I had the great opportunity to participate in the Leap of Fairth MS/PD expedition to Mt. Kilimanjaro in July 2011. I got me out there sharing the story of what's possible with MS. I am motivated to raise awareness for the disease and learn more from my MS peers everyday. MS has made me stronger in ways I cannot comprehend. 


CLIMB (July 10 - 24, 2011)

I believe we are Team 2


Limited edition prints signed by Susie Weber are still available.


MUSIC check out the song



Here it goes (in no particular order)

Climb Mt. Kilamanjaro

Half Marathon on the Great Wall of China

Complete a Triathalon

Draw every day in a sketchbook. Just for me, not for anyone else.

Spend more time with my kids 

Help my parents

Garden (not just in spring, but all summer long)

Submit a short story to a magazine

Take voice lessons (I am sure some of you are amused by this)

Practice Spanish with Josh

Run a full marathon

Travel more

Cook new recipes

Advocate, Advocate, Advocate (for those who cannot and for causes that I believe in)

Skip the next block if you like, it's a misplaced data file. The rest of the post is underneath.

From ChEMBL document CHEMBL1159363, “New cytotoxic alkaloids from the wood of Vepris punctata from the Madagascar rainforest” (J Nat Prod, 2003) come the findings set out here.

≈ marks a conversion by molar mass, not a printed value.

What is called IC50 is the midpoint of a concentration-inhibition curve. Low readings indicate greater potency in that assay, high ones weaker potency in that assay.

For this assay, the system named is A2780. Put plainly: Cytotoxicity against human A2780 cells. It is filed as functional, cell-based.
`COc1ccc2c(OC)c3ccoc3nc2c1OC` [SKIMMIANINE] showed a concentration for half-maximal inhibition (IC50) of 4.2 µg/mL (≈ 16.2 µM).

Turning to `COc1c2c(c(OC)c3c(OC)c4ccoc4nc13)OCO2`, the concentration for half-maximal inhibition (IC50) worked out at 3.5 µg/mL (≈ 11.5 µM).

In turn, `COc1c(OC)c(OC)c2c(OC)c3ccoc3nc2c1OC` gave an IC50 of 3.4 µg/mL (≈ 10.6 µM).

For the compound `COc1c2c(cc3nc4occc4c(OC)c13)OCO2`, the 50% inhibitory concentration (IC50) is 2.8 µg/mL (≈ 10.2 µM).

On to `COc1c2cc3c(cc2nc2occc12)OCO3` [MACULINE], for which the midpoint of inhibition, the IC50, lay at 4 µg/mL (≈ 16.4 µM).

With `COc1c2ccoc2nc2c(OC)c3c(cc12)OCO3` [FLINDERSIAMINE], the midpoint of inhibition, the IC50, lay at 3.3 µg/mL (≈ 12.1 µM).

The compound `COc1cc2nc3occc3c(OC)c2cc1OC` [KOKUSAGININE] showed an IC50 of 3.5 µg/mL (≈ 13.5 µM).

World peace

Collaborate with Sher on the books we have been discussing

Match all the socks in the basket

See more of the USA

Shoot a pistol

Go fly fishing

Trail run in the Italian Alps

Do Service Work




It's coming!

Next week the book about our MS/PD Kilimanjaro adventure with be released on amazon.com. It's a collection of stories written by the climbers themselves. These accounts are inspiring as reveal personal insight into what it took to get to the mountain, how the experience changed lives, and much more. 


Happy Birthday, Dad!

It's been week since the climb and hope to start posting more my thoughts on trip. I am getting caught up on my day-to-life...or maybe I should say as caught up as I can be. : )